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INDIVIDUAL SCHOLARSHIP

1992-93 Annual Report

Fred M. Donner

Fred M. Donner's translation of a part of the vast Arabic chronicle by the medieval Islamic historian Muhammad ibn Jarir al-Tabari (d. 923) was published in June 1993, by the State University of New York Press (The History of al-Tabari, Volume X: The Conquest of Arabia). In October 1992, Donner attended a workshop at King's College, London, organized by the Late Antiquity and Early Islam Project, which is sponsored by the British Academy. At this workshop he presented a paper on "Centralized Authority and Military Autonomy in the Early Islamic Conquests" which will be published in the proceedings of the workshop. During this year he also completed an article on "The Growth of Military Institutions in the Early Caliphate and their Relation to Civilian Authority," to appear in a special monograph published by the Spanish journal Al-Qantara and dedicated to the theme "Poder civil y poder militar." Donner continues his research on early Islamic historiography and hopes to complete a short monograph on this subject during the coming year.

During 1992-93 Donner continued to coordinate the University of Chicago-University of Damascus Faculty Exchange, a program funded by a United States Information Agency Affiliations grant. Professor Mufid al-Abed of the University of Damascus, a specialist in the history of the Hellenistic period, spent three and one-half months doing research in Chicago during the winter, and three faculty from Chicago went to Damascus for visits ranging from four weeks to three months. One of the visitors was Donner, who collected information about the traditional rope-making industry in Damascus and did research on early Islamic history in the manuscript collections at the Assad Library. The other visitors from Chicago were colleagues Farouk Mustafa, who did research on modern Syrian literature, and Heshmat Moayyad, who explored medieval Arabic poetry. Donner continued to serve as president of Middle East Medievalists and as editor of its bulletin, Al-ªUsur al-Wusta. Among other things, he completed and filed Middle East Medievalists' application to the Internal Revenue Service for tax-exempt status as a non-profit organization. He is pleased that Middle East Medievalists seems to be growing significantly and expanding its membership in the countries of Europe and the Middle East. He also continued his service on the Board of Directors of the Middle East Studies Association of North America and as a member of its Committee on Academic Freedom. In addition, he became involved as a member of the steering committee for a group of scholars interested in establishing an American Research Institute in Syria (ARIS). Like many others, Donner has long felt the need for such a center, which could provide some administrative and (eventually) material support for American scholars doing research in Syria and, perhaps more importantly, could provide a focus for collegial contact with other American scholars active in Syria. The American Research Institute in Syria is now incorporated, but inauguration of significant programs or facilities-such as modest research grants or a hostel for scholars in Damascus-must await location of secure sources of funding.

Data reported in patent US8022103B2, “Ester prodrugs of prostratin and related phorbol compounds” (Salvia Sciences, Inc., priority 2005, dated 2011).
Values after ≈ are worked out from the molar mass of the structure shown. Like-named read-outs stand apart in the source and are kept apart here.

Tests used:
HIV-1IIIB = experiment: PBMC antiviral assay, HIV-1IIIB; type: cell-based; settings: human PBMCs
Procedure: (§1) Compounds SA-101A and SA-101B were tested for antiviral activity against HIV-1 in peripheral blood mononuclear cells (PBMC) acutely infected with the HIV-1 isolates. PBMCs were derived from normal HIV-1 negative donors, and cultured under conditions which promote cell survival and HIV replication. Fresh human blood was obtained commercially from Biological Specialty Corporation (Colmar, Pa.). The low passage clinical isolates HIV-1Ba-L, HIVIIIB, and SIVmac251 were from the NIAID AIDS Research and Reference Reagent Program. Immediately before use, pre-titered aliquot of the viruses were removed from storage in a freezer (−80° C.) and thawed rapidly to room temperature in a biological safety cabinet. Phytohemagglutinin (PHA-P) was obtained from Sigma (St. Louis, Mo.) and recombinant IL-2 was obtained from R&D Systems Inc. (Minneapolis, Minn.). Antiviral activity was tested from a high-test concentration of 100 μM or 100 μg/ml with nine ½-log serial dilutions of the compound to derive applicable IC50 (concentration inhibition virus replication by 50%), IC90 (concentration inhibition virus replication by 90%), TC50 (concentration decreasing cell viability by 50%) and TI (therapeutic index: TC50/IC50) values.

Teaching duties and university administration occupied the remainder of Donner's professional time-and then some. RETURN TO 92-93 ANNUAL REPORT INDIVIDUAL SCHOLARSHIP

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